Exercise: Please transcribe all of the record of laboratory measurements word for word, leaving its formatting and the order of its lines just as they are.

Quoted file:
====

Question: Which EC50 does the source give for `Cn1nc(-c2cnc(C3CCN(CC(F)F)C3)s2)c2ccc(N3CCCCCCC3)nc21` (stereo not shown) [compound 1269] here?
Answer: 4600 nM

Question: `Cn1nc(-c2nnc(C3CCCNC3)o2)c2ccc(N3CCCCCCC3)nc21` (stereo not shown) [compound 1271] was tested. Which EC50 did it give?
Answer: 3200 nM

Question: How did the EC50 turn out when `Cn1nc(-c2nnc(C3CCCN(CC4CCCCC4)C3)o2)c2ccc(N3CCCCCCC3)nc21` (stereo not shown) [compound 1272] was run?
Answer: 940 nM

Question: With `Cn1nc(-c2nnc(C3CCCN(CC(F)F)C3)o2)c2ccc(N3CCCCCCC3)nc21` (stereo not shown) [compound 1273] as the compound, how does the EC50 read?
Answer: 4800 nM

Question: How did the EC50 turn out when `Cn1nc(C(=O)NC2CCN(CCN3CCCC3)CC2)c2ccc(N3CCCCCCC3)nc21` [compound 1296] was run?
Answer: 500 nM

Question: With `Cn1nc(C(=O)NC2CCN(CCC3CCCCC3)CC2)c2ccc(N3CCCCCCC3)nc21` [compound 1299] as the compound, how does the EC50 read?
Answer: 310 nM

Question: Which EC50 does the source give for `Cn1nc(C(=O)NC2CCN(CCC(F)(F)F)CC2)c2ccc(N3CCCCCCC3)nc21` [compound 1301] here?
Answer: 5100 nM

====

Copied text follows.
Question: Which EC50 does the source give for `Cn1nc(-c2cnc(C3CCN(CC(F)F)C3)s2)c2ccc(N3CCCCCCC3)nc21` (stereo not shown) [compound 1269] here?
Answer: 4600 nM

Question: `Cn1nc(-c2nnc(C3CCCNC3)o2)c2ccc(N3CCCCCCC3)nc21` (stereo not shown) [compound 1271] was tested. Which EC50 did it give?
Answer: 3200 nM

Question: How did the EC50 turn out when `Cn1nc(-c2nnc(C3CCCN(CC4CCCCC4)C3)o2)c2ccc(N3CCCCCCC3)nc21` (stereo not shown) [compound 1272] was run?
Answer: 940 nM

Question: With `Cn1nc(-c2nnc(C3CCCN(CC(F)F)C3)o2)c2ccc(N3CCCCCCC3)nc21` (stereo not shown) [compound 1273] as the compound, how does the EC50 read?
Answer: 4800 nM

Question: How did the EC50 turn out when `Cn1nc(C(=O)NC2CCN(CCN3CCCC3)CC2)c2ccc(N3CCCCCCC3)nc21` [compound 1296] was run?
Answer: 500 nM

Question: With `Cn1nc(C(=O)NC2CCN(CCC3CCCCC3)CC2)c2ccc(N3CCCCCCC3)nc21` [compound 1299] as the compound, how does the EC50 read?
Answer: 310 nM

Question: Which EC50 does the source give for `Cn1nc(C(=O)NC2CCN(CCC(F)(F)F)CC2)c2ccc(N3CCCCCCC3)nc21` [compound 1301] here?
Answer: 5100 nM